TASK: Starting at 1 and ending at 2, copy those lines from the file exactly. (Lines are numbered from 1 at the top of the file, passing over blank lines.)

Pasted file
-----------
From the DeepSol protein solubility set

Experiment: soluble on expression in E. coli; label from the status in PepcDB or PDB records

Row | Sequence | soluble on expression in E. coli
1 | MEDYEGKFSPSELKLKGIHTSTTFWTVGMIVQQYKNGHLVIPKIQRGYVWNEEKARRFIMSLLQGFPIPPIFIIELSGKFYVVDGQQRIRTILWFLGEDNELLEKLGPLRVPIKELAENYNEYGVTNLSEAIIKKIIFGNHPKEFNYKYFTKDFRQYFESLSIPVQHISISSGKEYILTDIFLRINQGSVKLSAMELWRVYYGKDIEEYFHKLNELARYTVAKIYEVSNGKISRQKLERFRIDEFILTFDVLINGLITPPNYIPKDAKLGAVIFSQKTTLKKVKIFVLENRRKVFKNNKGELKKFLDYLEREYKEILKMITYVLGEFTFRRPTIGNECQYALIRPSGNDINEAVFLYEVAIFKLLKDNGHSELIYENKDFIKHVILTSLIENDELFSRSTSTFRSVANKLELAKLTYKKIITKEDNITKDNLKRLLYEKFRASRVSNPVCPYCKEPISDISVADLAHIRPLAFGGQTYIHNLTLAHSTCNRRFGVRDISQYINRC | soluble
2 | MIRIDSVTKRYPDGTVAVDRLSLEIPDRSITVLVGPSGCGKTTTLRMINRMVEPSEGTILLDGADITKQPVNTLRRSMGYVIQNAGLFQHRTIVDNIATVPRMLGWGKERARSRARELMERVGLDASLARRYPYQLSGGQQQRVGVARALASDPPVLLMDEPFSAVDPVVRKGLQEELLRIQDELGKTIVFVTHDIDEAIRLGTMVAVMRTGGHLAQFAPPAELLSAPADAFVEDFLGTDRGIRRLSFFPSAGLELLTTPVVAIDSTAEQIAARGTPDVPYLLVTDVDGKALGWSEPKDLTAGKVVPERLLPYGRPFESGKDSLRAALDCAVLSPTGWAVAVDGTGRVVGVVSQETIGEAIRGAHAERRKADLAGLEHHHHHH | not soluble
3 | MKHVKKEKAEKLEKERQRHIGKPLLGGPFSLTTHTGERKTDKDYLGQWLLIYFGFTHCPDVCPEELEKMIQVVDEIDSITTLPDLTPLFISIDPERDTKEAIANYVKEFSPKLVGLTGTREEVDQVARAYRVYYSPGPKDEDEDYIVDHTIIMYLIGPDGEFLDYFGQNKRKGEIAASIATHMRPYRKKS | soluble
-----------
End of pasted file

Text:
From the DeepSol protein solubility set

Experiment: soluble on expression in E. coli; label from the status in PepcDB or PDB records